Provided you've got the game set to the R rating where blood and gore are aplenty, between levels you will be treated to a mini-game that can earn you in-game currency used to purchase more blood-filled death scenarios called Gorepacks. If the blood is a bit too much though, you can flip the switch on its rating and most of the violence will be toned down. Granted, you won't make any money that way, but since you are really only using it to buy blood and gore anyway, that isn't too big of an issue.

What I truly found remarkable about Slayaway Camp is the sheer amount of content the game provided. Not only are there a ton of levels packed away in the thirteen different movies, but once you complete the 10 main Slayaway Camp films, the game unlocks Deleted Scenes and NC-17 versions. While the Deleted Scenes are only a few new levels for each movie, the NC-17 levels are the same layout as the original playthrough, but with the hazards and mechanics introduced in later levels, making them essentially brand new puzzles. According to the press release on Slayaway Camp: Butcher's Cut, this game boasts over 300 puzzles and I can easily believe it.


Slayaway Camp: Butcher's Cut is a deceptively simple game. The rules don't change, but new complications are layered on top at almost every turn. As a result, what starts off as a simple and quick series of puzzles quickly grows into challenges that require planning and consideration. Thankfully, the game does offer quick and easy ways to back up step-by-step in order to undo your path, in case you find yourself in a tough spot.

There are also two levels of help the game can provide. The first time you ask for help on a level, it will cost you 25 coins and it will give you a hint. These can be anything from a comment about where a victim needs to be, to who you need to kill first, or even if some characters (like a cop or cat) need to be left alone. These are often helpful and most of the times that I relented and paid for a hint, this tidbit was enough to get me thinking in the right direction. If the solution still eludes you, then you can pay an additional 100 coins to watch a walkthrough of the level from start to finish. These were really rare cases for me, and in all cases, when I finally saw how it all played out, I realized the now-obvious moves I had overlooked.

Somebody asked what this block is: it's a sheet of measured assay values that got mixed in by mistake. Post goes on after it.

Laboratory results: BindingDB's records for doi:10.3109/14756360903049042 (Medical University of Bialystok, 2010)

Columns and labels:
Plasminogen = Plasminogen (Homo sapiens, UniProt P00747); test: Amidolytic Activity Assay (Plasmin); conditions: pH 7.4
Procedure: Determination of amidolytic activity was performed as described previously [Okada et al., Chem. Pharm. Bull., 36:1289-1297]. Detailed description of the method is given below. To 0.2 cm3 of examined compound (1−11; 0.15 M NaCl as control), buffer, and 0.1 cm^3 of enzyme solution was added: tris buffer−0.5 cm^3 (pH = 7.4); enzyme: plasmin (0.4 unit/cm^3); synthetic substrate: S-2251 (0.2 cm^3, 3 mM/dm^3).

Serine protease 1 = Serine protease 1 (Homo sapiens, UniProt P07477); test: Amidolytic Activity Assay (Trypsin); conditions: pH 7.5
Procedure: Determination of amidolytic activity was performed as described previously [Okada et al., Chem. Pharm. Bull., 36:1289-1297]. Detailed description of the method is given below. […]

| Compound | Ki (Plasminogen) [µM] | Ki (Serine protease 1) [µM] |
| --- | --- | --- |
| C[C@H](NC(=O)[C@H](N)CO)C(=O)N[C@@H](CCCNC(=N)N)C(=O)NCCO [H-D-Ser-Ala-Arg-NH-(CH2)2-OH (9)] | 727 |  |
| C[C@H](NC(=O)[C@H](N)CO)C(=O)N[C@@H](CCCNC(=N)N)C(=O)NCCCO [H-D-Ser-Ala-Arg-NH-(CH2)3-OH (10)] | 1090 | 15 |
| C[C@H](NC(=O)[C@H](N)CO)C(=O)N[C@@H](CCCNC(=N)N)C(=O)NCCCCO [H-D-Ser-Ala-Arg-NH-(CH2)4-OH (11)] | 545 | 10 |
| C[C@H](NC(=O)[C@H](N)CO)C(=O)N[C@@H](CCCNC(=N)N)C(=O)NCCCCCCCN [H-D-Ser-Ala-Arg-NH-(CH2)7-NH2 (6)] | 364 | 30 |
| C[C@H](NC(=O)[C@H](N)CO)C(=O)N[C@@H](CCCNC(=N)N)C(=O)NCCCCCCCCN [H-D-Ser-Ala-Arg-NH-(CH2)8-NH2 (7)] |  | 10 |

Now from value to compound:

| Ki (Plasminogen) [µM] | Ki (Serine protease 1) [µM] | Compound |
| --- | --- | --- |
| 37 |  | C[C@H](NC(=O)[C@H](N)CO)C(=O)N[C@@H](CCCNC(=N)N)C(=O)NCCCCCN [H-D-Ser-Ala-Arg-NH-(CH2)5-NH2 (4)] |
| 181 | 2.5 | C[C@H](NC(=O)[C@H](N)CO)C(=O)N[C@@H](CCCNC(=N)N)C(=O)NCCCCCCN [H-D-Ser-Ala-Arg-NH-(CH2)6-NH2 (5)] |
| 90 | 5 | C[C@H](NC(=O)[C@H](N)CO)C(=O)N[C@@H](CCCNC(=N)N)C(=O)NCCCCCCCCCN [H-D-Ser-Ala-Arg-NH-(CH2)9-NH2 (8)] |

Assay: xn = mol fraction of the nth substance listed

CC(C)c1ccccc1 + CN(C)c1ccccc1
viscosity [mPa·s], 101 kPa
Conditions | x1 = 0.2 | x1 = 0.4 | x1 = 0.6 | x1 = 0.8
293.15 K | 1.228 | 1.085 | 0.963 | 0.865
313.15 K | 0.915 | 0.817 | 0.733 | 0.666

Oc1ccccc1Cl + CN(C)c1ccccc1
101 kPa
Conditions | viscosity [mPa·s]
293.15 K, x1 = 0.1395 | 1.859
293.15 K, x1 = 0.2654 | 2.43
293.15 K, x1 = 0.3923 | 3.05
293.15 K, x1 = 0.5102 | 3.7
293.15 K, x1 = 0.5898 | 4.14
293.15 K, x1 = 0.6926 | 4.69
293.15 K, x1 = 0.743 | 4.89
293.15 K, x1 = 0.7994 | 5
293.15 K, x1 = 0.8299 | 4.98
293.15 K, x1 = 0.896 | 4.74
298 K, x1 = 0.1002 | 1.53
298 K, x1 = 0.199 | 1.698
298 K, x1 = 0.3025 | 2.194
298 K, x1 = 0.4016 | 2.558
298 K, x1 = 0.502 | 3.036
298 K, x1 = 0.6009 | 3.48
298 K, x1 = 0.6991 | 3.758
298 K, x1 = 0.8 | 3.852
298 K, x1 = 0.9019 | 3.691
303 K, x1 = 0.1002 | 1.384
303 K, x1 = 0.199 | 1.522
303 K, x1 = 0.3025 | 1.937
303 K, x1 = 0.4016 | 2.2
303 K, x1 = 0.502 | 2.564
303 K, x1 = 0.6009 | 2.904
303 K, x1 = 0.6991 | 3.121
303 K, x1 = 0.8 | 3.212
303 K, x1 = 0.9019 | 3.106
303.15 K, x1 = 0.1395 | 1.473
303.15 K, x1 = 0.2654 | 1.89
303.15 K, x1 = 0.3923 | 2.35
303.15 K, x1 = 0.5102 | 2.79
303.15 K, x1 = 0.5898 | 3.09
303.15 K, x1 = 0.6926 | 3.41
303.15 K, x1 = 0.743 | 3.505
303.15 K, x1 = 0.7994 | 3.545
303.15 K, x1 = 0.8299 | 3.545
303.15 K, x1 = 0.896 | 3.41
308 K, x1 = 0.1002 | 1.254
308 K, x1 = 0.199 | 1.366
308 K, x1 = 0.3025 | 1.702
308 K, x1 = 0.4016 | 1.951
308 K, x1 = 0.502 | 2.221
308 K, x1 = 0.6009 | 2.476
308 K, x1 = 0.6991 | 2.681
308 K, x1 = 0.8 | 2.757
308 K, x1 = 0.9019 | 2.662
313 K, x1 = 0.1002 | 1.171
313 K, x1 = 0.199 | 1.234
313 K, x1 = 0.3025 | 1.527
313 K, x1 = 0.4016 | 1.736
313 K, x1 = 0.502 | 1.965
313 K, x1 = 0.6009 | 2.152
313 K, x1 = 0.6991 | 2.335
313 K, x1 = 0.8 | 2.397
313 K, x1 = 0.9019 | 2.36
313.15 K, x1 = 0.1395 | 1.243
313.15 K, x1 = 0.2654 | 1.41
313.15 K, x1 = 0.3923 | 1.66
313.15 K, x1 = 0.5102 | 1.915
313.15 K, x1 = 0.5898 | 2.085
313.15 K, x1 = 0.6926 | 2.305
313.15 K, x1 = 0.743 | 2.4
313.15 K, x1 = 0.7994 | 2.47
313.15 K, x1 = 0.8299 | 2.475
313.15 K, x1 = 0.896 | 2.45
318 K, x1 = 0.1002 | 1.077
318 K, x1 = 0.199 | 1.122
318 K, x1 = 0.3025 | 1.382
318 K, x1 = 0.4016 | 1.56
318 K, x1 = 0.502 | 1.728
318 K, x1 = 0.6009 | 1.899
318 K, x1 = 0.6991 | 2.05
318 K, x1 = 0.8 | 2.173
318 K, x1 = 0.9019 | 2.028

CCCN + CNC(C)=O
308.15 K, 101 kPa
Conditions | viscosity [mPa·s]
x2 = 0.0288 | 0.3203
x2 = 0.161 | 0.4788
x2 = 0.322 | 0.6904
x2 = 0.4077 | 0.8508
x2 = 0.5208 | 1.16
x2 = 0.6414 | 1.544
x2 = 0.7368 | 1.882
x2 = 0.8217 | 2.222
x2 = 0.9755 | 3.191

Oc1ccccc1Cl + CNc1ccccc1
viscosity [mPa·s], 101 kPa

Game Mechanics:

Slayaway Camp: Butcher's Cut isn't the first puzzle game I've seen to use the slide mechanic as its only form of movement. The first thing that comes to mind are the lock puzzles found in many Skylanders games, but Slayaway Camp takes that basic concept and stretches it out into new and interesting directions, making it a much fuller and more enjoyable experience than the mini-games seen elsewhere. By adding additional mechanics like phones and light switches, many of the ways your character can interact with the world change and make for a much deeper experience. What is great is the different ways the developers worked out how to use their various mechanics together. In one particularly tricky puzzle, you had to scare victims to just the right location in order to cause them to go into a campfire so that they could scare a cat. The cat would then knock a bookshelf onto a sniper. Doing so let you stop on a certain spot without getting shot so that you could take out a hard-to-reach victim. The result was a fun and challenging puzzle that was a nice mix of the different mechanics introduced throughout the game, and something far more complex than seen in other versions of this type of puzzle game.

For fans of puzzle games and 80's horror movies, Slayaway Camp: Butcher's Cut is a no-brainer and you don't have to be a fan of both genres to enjoy this game. If you have an affinity towards either aspect, then the game's cheap price tag, coupled with the amount of content it boasts, will still make this game a pleasure to play though.

-J.R. Nip, GameVortex Communications
AKA Chris Meyer

Related Links: